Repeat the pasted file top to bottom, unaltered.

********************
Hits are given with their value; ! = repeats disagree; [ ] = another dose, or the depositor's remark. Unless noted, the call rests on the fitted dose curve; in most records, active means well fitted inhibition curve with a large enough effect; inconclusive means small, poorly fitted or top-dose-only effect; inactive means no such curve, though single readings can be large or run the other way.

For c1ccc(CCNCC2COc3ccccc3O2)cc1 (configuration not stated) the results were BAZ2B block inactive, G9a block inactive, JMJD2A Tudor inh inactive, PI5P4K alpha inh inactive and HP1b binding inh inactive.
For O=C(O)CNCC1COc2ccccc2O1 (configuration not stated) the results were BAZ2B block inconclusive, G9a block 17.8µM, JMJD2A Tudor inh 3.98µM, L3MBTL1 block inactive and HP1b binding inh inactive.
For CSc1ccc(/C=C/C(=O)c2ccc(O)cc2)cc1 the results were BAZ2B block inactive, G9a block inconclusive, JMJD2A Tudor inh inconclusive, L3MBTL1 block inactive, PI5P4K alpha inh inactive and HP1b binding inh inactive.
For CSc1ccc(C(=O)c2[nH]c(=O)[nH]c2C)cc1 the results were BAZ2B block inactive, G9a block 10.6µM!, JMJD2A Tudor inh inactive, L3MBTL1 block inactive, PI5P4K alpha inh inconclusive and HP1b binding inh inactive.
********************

Hits are given with their value; ! = repeats disagree; [ ] = another dose, or the depositor's remark. Unless noted, the call rests on the fitted dose curve; in most records, active means well fitted inhibition curve with a large enough effect; inconclusive means small, poorly fitted or top-dose-only effect; inactive means no such curve, though single readings can be large or run the other way.

For c1ccc(CCNCC2COc3ccccc3O2)cc1 (configuration not stated) the results were BAZ2B block inactive, G9a block inactive, JMJD2A Tudor inh inactive, PI5P4K alpha inh inactive and HP1b binding inh inactive.
For O=C(O)CNCC1COc2ccccc2O1 (configuration not stated) the results were BAZ2B block inconclusive, G9a block 17.8µM, JMJD2A Tudor inh 3.98µM, L3MBTL1 block inactive and HP1b binding inh inactive.
For CSc1ccc(/C=C/C(=O)c2ccc(O)cc2)cc1 the results were BAZ2B block inactive, G9a block inconclusive, JMJD2A Tudor inh inconclusive, L3MBTL1 block inactive, PI5P4K alpha inh inactive and HP1b binding inh inactive.
For CSc1ccc(C(=O)c2[nH]c(=O)[nH]c2C)cc1 the results were BAZ2B block inactive, G9a block 10.6µM!, JMJD2A Tudor inh inactive, L3MBTL1 block inactive, PI5P4K alpha inh inconclusive and HP1b binding inh inactive.